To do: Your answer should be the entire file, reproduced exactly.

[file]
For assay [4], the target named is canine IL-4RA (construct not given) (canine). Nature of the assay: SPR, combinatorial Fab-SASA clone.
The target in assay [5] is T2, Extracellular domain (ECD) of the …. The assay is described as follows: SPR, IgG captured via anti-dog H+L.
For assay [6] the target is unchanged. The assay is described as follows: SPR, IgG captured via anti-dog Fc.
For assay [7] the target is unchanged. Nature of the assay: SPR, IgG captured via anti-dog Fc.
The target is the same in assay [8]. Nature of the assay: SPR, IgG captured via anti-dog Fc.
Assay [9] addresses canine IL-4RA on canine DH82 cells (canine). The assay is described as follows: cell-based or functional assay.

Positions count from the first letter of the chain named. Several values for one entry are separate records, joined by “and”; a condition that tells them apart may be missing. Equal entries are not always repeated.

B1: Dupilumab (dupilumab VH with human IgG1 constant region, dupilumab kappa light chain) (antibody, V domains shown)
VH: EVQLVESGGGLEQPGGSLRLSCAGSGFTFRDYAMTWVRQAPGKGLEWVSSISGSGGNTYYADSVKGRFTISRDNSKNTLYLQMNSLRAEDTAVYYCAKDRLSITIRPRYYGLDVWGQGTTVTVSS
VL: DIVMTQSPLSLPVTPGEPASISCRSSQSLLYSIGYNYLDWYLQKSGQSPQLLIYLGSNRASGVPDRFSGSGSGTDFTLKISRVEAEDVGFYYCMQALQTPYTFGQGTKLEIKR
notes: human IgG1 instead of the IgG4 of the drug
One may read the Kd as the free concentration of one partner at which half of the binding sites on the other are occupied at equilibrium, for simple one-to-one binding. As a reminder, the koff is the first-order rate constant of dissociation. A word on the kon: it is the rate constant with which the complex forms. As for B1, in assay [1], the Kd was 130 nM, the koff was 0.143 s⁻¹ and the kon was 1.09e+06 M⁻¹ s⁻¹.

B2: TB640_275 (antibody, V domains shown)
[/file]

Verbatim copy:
For assay [4], the target named is canine IL-4RA (construct not given) (canine). Nature of the assay: SPR, combinatorial Fab-SASA clone.
The target in assay [5] is T2, Extracellular domain (ECD) of the …. The assay is described as follows: SPR, IgG captured via anti-dog H+L.
For assay [6] the target is unchanged. The assay is described as follows: SPR, IgG captured via anti-dog Fc.
For assay [7] the target is unchanged. Nature of the assay: SPR, IgG captured via anti-dog Fc.
The target is the same in assay [8]. Nature of the assay: SPR, IgG captured via anti-dog Fc.
Assay [9] addresses canine IL-4RA on canine DH82 cells (canine). The assay is described as follows: cell-based or functional assay.

Positions count from the first letter of the chain named. Several values for one entry are separate records, joined by “and”; a condition that tells them apart may be missing. Equal entries are not always repeated.

B1: Dupilumab (dupilumab VH with human IgG1 constant region, dupilumab kappa light chain) (antibody, V domains shown)
VH: EVQLVESGGGLEQPGGSLRLSCAGSGFTFRDYAMTWVRQAPGKGLEWVSSISGSGGNTYYADSVKGRFTISRDNSKNTLYLQMNSLRAEDTAVYYCAKDRLSITIRPRYYGLDVWGQGTTVTVSS
VL: DIVMTQSPLSLPVTPGEPASISCRSSQSLLYSIGYNYLDWYLQKSGQSPQLLIYLGSNRASGVPDRFSGSGSGTDFTLKISRVEAEDVGFYYCMQALQTPYTFGQGTKLEIKR
notes: human IgG1 instead of the IgG4 of the drug
One may read the Kd as the free concentration of one partner at which half of the binding sites on the other are occupied at equilibrium, for simple one-to-one binding. As a reminder, the koff is the first-order rate constant of dissociation. A word on the kon: it is the rate constant with which the complex forms. As for B1, in assay [1], the Kd was 130 nM, the koff was 0.143 s⁻¹ and the kon was 1.09e+06 M⁻¹ s⁻¹.

B2: TB640_275 (antibody, V domains shown)